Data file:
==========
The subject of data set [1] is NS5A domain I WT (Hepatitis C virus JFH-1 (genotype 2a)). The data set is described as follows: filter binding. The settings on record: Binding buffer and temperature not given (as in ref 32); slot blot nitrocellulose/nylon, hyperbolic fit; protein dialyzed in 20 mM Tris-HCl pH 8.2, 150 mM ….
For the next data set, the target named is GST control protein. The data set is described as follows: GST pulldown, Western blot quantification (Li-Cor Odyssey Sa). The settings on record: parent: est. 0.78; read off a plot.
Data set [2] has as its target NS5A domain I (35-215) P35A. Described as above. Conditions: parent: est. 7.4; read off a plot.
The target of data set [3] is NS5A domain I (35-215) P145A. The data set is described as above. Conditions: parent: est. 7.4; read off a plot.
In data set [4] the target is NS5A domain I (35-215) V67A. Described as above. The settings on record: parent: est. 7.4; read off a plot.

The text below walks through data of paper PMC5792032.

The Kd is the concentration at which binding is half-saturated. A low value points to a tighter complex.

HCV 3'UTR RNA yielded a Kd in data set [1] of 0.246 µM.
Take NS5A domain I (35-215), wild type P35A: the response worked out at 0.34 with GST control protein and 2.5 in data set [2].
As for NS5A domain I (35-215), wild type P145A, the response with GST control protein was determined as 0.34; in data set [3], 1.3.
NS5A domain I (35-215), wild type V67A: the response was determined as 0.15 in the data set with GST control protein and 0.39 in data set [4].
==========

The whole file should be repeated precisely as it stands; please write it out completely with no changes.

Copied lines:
The subject of data set [1] is NS5A domain I WT (Hepatitis C virus JFH-1 (genotype 2a)). The data set is described as follows: filter binding. The settings on record: Binding buffer and temperature not given (as in ref 32); slot blot nitrocellulose/nylon, hyperbolic fit; protein dialyzed in 20 mM Tris-HCl pH 8.2, 150 mM ….
For the next data set, the target named is GST control protein. The data set is described as follows: GST pulldown, Western blot quantification (Li-Cor Odyssey Sa). The settings on record: parent: est. 0.78; read off a plot.
Data set [2] has as its target NS5A domain I (35-215) P35A. Described as above. Conditions: parent: est. 7.4; read off a plot.
The target of data set [3] is NS5A domain I (35-215) P145A. The data set is described as above. Conditions: parent: est. 7.4; read off a plot.
In data set [4] the target is NS5A domain I (35-215) V67A. Described as above. The settings on record: parent: est. 7.4; read off a plot.

The text below walks through data of paper PMC5792032.

The Kd is the concentration at which binding is half-saturated. A low value points to a tighter complex.

HCV 3'UTR RNA yielded a Kd in data set [1] of 0.246 µM.
Take NS5A domain I (35-215), wild type P35A: the response worked out at 0.34 with GST control protein and 2.5 in data set [2].
As for NS5A domain I (35-215), wild type P145A, the response with GST control protein was determined as 0.34; in data set [3], 1.3.
NS5A domain I (35-215), wild type V67A: the response was determined as 0.15 in the data set with GST control protein and 0.39 in data set [4].